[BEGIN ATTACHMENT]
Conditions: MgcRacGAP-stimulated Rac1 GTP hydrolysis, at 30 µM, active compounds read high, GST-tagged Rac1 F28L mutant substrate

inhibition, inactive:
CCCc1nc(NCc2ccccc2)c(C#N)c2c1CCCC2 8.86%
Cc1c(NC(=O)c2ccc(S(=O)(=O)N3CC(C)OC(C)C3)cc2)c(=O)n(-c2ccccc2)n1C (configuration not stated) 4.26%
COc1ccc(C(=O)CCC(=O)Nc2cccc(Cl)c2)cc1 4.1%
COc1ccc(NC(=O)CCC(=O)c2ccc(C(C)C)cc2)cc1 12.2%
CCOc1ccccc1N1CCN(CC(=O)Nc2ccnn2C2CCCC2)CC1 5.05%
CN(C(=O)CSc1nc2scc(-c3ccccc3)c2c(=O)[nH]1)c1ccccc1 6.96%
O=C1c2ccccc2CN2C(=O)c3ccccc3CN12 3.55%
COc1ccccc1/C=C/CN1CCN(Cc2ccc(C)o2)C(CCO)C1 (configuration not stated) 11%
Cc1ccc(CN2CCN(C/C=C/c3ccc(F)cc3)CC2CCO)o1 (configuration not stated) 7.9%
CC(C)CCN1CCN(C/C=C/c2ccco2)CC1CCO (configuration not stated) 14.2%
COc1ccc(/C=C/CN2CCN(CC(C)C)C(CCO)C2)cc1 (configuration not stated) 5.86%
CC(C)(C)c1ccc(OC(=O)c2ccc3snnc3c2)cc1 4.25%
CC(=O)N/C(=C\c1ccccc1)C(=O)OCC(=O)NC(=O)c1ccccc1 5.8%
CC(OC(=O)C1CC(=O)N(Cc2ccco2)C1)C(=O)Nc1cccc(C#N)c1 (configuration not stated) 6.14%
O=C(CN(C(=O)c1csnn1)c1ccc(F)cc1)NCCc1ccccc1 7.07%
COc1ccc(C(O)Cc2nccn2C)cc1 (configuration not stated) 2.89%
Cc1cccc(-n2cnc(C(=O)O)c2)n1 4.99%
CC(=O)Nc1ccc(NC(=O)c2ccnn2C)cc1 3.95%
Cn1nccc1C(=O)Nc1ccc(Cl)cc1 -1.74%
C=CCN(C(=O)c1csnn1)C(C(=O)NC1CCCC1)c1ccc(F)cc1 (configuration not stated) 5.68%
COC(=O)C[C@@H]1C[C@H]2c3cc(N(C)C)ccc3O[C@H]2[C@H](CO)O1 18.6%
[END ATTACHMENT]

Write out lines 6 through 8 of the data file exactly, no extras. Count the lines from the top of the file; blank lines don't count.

COc1ccc(NC(=O)CCC(=O)c2ccc(C(C)C)cc2)cc1 12.2%
CCOc1ccccc1N1CCN(CC(=O)Nc2ccnn2C2CCCC2)CC1 5.05%
CN(C(=O)CSc1nc2scc(-c3ccccc3)c2c(=O)[nH]1)c1ccccc1 6.96%